Our Hot Mess: The best solution
In the past few weeks, we have covered major news when it comes to the fossil fuel industries: the proposed Atlantic Sunrise Pipeline, the rejection of the Keystone XL, the global economic standpoint on natural gas, local movements against the industries, youth movements against the industries.
Now’s the time to introduce the best solution to climate change we have so far. Intriguing, no?
All of us have heard the term “greenhouse gases” thrown around in climate dialogue, but what do they really do? These sly gases, namely carbon dioxide, essentially trap heat energy. The more gases, the higher the atmospheric temperature, the smaller the iconic iceberg beneath the polar bear. All around, the effects of increased greenhouse gas concentration are negative. And I could bring up a bunch of scientific arguments and facts in hope that you would care or even listen, but there are only so many “our oceans are dying” and “air is becoming unbreathable” statements the general population can absorb. Simply understand this: changes in our climate that should take thousands of years are happening in decades, and we must - for the safety, stability, and welfare of the younger generations - reduce carbon emissions. With that, I give you the best solution to climate change we have so far:
A revenue-neutral, carbon fee and dividend (CFD).
For purposes of explanation, I will use the Citizens’ Climate Lobby’s proposal. The fee is based on the amount of carbon in fossil fuels like oil, gas, and coal. These fuels, when burned, emit the potent carbon dioxide into the atmosphere. This fee is based on tons of carbon dioxide released at the earliest ports of entry into the economy - wells, mines, ports. The fee would begin at $15 per ton of carbon dioxide and increase by $10 a year, a relatively conservative ideal.
This is not a tax.
A tax has a very unfavorable connotation of taking from the people and giving to the government. This fee would be revenue-neutral and lacking a policy that grows in the government. And the dividend part means the money collected would be rebated to American households.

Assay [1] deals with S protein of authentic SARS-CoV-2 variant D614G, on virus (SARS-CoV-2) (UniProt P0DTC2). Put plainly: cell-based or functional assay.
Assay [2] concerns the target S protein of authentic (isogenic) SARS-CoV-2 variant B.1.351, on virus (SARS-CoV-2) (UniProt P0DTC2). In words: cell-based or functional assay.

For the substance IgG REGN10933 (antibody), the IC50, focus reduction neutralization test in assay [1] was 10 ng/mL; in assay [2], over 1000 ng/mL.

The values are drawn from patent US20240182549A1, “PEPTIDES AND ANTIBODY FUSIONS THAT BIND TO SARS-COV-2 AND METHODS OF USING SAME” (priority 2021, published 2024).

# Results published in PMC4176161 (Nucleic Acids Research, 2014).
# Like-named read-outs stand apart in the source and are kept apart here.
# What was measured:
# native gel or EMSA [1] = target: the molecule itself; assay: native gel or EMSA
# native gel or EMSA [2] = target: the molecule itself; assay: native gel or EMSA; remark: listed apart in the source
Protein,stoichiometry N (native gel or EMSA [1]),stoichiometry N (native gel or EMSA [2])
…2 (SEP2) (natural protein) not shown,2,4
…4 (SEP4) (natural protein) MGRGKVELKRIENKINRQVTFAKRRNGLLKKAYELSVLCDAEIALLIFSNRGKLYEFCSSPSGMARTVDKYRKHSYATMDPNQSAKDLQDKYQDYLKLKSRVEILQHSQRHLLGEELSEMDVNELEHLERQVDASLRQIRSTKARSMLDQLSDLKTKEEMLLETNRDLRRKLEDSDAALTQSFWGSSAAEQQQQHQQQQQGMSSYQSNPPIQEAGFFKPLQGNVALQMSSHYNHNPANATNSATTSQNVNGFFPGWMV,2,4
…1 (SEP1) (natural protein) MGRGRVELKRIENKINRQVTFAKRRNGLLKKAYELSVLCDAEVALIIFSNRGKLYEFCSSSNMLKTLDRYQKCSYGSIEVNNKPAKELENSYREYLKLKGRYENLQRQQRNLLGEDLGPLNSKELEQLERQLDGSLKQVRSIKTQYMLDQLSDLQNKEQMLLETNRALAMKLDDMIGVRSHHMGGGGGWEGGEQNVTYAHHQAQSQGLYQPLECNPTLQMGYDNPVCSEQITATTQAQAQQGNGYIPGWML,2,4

Yes, the fee on carbon at the source would trickle down the economy to consumers. Products with larger travel distances and carbon dioxide emissions would be more expensive; we aren’t trying to disguise that. But based on an extensive study referred to as the REMI study, ⅔ of households would earn as much or more than they pay in increased costs because of varied carbon usage.
There is a positive correlation between the rich and the carbon consumption, so the upper classes will have to pay more to maintain the same lifestyle. As the visual below explains, these increased costs will stimulate clean technology, leading to lowered carbon dioxide emissions.
from Citizens’ Climate Lobby website - Carbon Fee and Dividend Cartoon Strips
Other major findings of the REMI study include that in 20 years, 2.8 million jobs would be added to the economy due to the economic stimulus of recycling carbon fee revenue back to households. The study also predicts that in those 20 years, 230,000 premature deaths would be avoided due to improved air quality.
Currently, climate action is not happening because of the overwhelming lack of drive economically. That makes sense. Fossil fuels are cheaper than clean alternatives. But this CFD would radically change that, making climate change a more realistic battle to conquer. Frankly, there is no economic argument against the CFD. It stimulates jobs, grows the economy, makes Americans wealthier, and makes lives around the world healthier. It is time we act on that logic.
--Elke Arnesen, LSNews.org Columnist